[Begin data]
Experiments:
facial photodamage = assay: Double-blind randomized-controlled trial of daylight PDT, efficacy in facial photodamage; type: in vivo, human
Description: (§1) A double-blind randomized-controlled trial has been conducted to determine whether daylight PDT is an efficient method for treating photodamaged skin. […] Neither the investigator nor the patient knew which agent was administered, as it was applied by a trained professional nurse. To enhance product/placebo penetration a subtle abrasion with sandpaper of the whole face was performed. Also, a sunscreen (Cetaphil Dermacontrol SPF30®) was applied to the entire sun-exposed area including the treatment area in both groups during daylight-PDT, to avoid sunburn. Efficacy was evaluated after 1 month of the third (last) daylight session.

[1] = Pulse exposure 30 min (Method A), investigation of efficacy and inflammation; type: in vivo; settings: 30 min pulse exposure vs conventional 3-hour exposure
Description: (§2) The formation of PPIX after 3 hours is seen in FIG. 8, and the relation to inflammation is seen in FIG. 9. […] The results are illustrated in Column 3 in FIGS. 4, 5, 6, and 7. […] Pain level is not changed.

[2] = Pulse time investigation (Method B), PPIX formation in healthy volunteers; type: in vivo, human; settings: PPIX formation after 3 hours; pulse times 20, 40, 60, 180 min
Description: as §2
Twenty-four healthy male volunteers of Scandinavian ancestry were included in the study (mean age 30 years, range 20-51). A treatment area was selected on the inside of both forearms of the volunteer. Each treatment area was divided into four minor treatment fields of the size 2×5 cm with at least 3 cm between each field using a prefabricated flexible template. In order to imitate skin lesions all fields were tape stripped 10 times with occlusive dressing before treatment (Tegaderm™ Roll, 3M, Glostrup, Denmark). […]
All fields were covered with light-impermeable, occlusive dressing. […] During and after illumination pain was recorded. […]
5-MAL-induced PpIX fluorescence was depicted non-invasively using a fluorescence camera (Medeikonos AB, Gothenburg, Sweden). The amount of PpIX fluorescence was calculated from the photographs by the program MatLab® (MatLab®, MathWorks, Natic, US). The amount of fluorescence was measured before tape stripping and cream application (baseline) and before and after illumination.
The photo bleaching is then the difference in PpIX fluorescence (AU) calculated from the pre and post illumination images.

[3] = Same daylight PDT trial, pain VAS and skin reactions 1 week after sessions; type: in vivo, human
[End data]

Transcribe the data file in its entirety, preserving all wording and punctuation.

Experiments:
facial photodamage = assay: Double-blind randomized-controlled trial of daylight PDT, efficacy in facial photodamage; type: in vivo, human
Description: (§1) A double-blind randomized-controlled trial has been conducted to determine whether daylight PDT is an efficient method for treating photodamaged skin. […] Neither the investigator nor the patient knew which agent was administered, as it was applied by a trained professional nurse. To enhance product/placebo penetration a subtle abrasion with sandpaper of the whole face was performed. Also, a sunscreen (Cetaphil Dermacontrol SPF30®) was applied to the entire sun-exposed area including the treatment area in both groups during daylight-PDT, to avoid sunburn. Efficacy was evaluated after 1 month of the third (last) daylight session.

[1] = Pulse exposure 30 min (Method A), investigation of efficacy and inflammation; type: in vivo; settings: 30 min pulse exposure vs conventional 3-hour exposure
Description: (§2) The formation of PPIX after 3 hours is seen in FIG. 8, and the relation to inflammation is seen in FIG. 9. […] The results are illustrated in Column 3 in FIGS. 4, 5, 6, and 7. […] Pain level is not changed.

[2] = Pulse time investigation (Method B), PPIX formation in healthy volunteers; type: in vivo, human; settings: PPIX formation after 3 hours; pulse times 20, 40, 60, 180 min
Description: as §2
Twenty-four healthy male volunteers of Scandinavian ancestry were included in the study (mean age 30 years, range 20-51). A treatment area was selected on the inside of both forearms of the volunteer. Each treatment area was divided into four minor treatment fields of the size 2×5 cm with at least 3 cm between each field using a prefabricated flexible template. In order to imitate skin lesions all fields were tape stripped 10 times with occlusive dressing before treatment (Tegaderm™ Roll, 3M, Glostrup, Denmark). […]
All fields were covered with light-impermeable, occlusive dressing. […] During and after illumination pain was recorded. […]
5-MAL-induced PpIX fluorescence was depicted non-invasively using a fluorescence camera (Medeikonos AB, Gothenburg, Sweden). The amount of PpIX fluorescence was calculated from the photographs by the program MatLab® (MatLab®, MathWorks, Natic, US). The amount of fluorescence was measured before tape stripping and cream application (baseline) and before and after illumination.
The photo bleaching is then the difference in PpIX fluorescence (AU) calculated from the pre and post illumination images.

[3] = Same daylight PDT trial, pain VAS and skin reactions 1 week after sessions; type: in vivo, human